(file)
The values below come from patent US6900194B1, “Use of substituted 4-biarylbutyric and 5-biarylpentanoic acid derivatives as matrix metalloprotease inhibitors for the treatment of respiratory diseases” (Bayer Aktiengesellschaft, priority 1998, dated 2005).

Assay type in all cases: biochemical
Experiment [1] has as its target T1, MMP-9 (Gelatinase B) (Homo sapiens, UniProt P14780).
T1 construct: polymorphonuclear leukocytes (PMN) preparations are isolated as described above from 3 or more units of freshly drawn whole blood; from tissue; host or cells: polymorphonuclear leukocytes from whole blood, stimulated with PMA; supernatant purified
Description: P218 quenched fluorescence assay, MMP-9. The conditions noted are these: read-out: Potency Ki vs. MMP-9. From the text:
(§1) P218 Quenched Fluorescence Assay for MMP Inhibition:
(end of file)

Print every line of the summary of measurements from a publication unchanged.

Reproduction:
The values below come from patent US6900194B1, “Use of substituted 4-biarylbutyric and 5-biarylpentanoic acid derivatives as matrix metalloprotease inhibitors for the treatment of respiratory diseases” (Bayer Aktiengesellschaft, priority 1998, dated 2005).

Assay type in all cases: biochemical
Experiment [1] has as its target T1, MMP-9 (Gelatinase B) (Homo sapiens, UniProt P14780).
T1 construct: polymorphonuclear leukocytes (PMN) preparations are isolated as described above from 3 or more units of freshly drawn whole blood; from tissue; host or cells: polymorphonuclear leukocytes from whole blood, stimulated with PMA; supernatant purified
Description: P218 quenched fluorescence assay, MMP-9. The conditions noted are these: read-out: Potency Ki vs. MMP-9. From the text:
(§1) P218 Quenched Fluorescence Assay for MMP Inhibition: